Many people have fallen in love with the Siberian Husky through stories, movies, and more. If you’ve seen a Husky, you can see why people love them so much! Huskies are beautiful dogs that have wonderful personalities. They’re also quite affectionate with everyone, including pets and kids! Huskies are great for the right family!
Have you ever wondered about the various colors of Siberian Huskies? If so, you’ve come to the right place. We’ve put together information about the range of colors that Huskies come in. Let’s get started!
What’s the Difference Between the Siberian Husky and the Alaskan Husky?
Before we get started with the colors of Huskies, we wanted to clarify the difference between Siberian and Alaskan Huskies. These are both two types of Huskies that are commonly known by pet parents.
The main difference between the Siberian and the Alaskan Husky is that the Siberian Husky is a purebred dog breed. These dogs have a history that goes back for ages. These dogs have certain breed standards and have specific traits.
On the other hand, the Alaskan Husky is a mixed breed (hybrid) dog that doesn’t have a breed standard. These dogs come in various sizes and colors.
So, in this article, we’re going to focus on the Siberian Husky.
History of Siberian Husky Colors
Siberian Huskies are directly descended from ancient Siberian wolves, which lived more than 30,000 years ago.
Siberian Huskies come in a wide range of colors. You might think this is weird if the dogs are directly descended from wolves. However, the colors and coat patterns found in Huskies were once seen in the ancient Siberian wolves. What’s more, the same colors/patterns are also found in today’s wolves.
Colors & Genetics
Genetics is a complicated topic when it comes to the color of a dog’s fur. You really need to study genetics for many years before gaining insight into how genes work. When it comes to Husky coat colors, breeders may identify a certain gene that causes a color or pattern in their dog’s fur. If so, the breeders may more successfully breed for that specific color or pattern.
What’s more, some genes that control fur color may also be involved in other body processes. In some cases, certain Husky could even increase the risk of certain health issues in a dog.
Merle & Brindle Patterns May Cause Health Issues
Researchers have found that the genes responsible for Siberian Huskies’ merle and brindle patterns can cause medical problems. For example, the Siberian Husky Club of America (SHCA) has said that these markings may indicate a Husky is not purebred.
In addition, the SHCA has also said the merle pattern can cause certain genetic health issues, including:
- Eye disorders
- Immune system dysfunction
There’s also a coat pattern called a “double merle,” which comes from a pair of Siberian Huskies that both carry the merle gene. That is why the pattern is called a double merle.
The health issues associated with the double merle pattern can include:
- Missing eyes
- Poorly developed eyes
- Puppies born blind and deaf
Coat Colors of the Siberian Husky
In the following sections, we’ll focus on the colors recognized by the AKC for Siberian Huskies.
1. Agouti & White Husky
A Siberian Husky with the agouti pattern is the closest to the wild wolf relatives of these dogs. In this color combination, the undercoat is dark, while the outer coat has lighter fur of various colors.
In addition, the overcoat hairs are darker towards the base and lighter towards the tip. The agouti Siberian Husky is a beautiful dog that looks much like his ancient wolf ancestors.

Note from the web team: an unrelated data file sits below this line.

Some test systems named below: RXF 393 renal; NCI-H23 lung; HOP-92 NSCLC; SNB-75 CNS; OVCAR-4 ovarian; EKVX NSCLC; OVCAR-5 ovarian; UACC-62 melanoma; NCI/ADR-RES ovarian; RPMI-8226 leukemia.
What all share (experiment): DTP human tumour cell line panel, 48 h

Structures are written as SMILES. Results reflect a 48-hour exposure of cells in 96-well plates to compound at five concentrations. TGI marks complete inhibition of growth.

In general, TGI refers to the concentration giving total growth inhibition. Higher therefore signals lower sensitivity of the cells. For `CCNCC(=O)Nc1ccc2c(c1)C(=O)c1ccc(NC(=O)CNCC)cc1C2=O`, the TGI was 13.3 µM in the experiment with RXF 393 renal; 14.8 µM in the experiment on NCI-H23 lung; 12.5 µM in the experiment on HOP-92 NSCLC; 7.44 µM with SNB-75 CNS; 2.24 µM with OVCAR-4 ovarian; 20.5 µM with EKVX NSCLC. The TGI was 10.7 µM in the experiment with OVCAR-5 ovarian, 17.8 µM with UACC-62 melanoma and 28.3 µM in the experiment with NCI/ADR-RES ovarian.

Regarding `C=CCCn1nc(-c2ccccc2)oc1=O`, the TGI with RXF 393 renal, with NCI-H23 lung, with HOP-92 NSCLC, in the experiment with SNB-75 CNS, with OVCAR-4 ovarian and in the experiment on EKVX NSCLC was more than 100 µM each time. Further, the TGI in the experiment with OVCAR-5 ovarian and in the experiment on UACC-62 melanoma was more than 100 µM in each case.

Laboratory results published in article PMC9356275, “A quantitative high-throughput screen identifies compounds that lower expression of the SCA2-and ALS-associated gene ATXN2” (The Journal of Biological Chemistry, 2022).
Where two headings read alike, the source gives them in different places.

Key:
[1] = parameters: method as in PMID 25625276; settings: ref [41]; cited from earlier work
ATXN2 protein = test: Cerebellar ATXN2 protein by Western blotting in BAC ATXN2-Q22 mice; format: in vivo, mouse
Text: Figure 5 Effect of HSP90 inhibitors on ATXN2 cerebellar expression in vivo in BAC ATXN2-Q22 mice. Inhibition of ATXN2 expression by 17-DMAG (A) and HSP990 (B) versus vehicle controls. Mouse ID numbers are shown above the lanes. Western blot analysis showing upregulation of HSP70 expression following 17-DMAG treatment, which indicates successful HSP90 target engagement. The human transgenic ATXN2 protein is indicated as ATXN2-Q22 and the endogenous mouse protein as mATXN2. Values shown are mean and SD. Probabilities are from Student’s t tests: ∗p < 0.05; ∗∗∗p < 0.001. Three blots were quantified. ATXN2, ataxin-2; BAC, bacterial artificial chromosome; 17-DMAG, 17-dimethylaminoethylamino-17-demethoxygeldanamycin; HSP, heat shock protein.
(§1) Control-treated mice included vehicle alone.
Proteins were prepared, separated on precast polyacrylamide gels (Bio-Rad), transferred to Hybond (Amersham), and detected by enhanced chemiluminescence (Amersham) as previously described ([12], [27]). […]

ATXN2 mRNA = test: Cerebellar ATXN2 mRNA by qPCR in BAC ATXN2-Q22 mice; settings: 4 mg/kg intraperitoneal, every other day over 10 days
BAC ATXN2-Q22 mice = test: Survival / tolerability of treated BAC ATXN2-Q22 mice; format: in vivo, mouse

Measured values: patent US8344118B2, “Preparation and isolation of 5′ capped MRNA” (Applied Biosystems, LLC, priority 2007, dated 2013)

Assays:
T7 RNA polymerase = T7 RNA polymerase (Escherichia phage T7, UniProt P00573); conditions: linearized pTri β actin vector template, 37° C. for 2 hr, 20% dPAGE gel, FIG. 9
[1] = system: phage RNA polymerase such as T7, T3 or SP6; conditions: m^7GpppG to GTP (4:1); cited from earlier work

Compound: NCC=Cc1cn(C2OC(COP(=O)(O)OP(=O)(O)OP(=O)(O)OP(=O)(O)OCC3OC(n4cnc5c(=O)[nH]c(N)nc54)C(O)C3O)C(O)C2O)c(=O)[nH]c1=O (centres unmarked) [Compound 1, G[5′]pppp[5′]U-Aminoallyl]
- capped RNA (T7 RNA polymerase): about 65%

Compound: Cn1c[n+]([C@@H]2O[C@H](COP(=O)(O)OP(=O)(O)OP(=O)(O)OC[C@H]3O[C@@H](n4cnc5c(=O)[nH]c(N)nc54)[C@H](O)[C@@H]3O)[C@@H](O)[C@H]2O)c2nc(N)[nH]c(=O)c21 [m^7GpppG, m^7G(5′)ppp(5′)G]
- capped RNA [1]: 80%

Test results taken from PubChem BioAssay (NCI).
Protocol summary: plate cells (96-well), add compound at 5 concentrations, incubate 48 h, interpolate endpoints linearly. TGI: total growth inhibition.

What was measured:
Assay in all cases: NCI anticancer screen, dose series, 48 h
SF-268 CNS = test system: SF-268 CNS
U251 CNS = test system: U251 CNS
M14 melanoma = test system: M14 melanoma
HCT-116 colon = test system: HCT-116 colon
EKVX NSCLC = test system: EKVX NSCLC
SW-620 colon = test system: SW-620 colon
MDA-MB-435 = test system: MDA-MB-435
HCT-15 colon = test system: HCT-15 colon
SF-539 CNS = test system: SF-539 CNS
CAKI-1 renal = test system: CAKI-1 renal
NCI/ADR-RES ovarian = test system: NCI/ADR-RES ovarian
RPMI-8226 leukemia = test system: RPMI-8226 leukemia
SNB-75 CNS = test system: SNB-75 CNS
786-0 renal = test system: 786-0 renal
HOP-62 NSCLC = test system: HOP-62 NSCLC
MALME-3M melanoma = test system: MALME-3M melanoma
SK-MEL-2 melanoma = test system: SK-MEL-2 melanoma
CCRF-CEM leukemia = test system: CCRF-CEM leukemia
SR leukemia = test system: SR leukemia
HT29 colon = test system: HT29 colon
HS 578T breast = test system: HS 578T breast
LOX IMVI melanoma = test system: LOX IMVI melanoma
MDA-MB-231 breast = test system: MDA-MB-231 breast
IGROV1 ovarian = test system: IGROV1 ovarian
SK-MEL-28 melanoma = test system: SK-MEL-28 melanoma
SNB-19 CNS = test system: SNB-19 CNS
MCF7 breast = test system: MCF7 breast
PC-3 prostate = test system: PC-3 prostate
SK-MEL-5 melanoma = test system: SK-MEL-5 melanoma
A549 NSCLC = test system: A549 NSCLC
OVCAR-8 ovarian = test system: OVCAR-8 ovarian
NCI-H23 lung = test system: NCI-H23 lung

2. Black & White Husky
The most common pattern found in Huskies is the black and white pattern. The black may vary in intensity and spread. The black can also appear as silver if the black lightens, depending on the dog’s genetics.
3. Grey & White Husky
The grey in a Husky’s fur can also appear in different intensities. The shades of gray can vary from dark gray or even have a yellowish tint. The gray may also look silvery.
In a silver-grey dog, the guard hairs are banded with various shades of white. The undercoat is white, with the combination of making the dog look silver. There may also be a slight darkening along the dog’s spine. Sometimes the dog’s silvery coat is called the “chinchilla factor.”
In a grey dog, the guard hairs are banded with cream or buff tones with black tops. The undercoats looks almost beige or slightly yellow, giving the dog a yellowish-gray shading.
4. Red & White Husky
The red in the dog’s fur can run from deep red to a light coppery color. These dogs usually have no black in a red & white Husky.
In the copper dog, they have no black hairs and the guard hairs are banded with a dark red/brown color.
In a light red Husky, there are no black hairs. These dogs look almost pale yellow to light orange.
Red & White Huskies usually have liver-colored points (ears, eye rims, noses, and lips).
5. Sable & White Husky
In the sable & white Husky, the undercoat is red or copper, while the guard hairs are red near the skin and black near the tip.
These dogs always have black points (nose & ears) and black tips on the fur. The dog’s overall coat has a reddish cast.
6. White Husky
The white Siberian Husky is completely white, though in some dogs the coat may have a yellowish tint. In addition, some dogs also have a few black guard hairs. This is the rarest color in Siberian Huskies.
In a white Husky, the undercoat is a solid white or silver, and the points may be black or liver-colored.
Summing It Up
So, there you have it! These are the recognized colors of Siberian Huskies. No matter what color these dogs are, they’re beautiful dogs that make wonderful companions for the right family!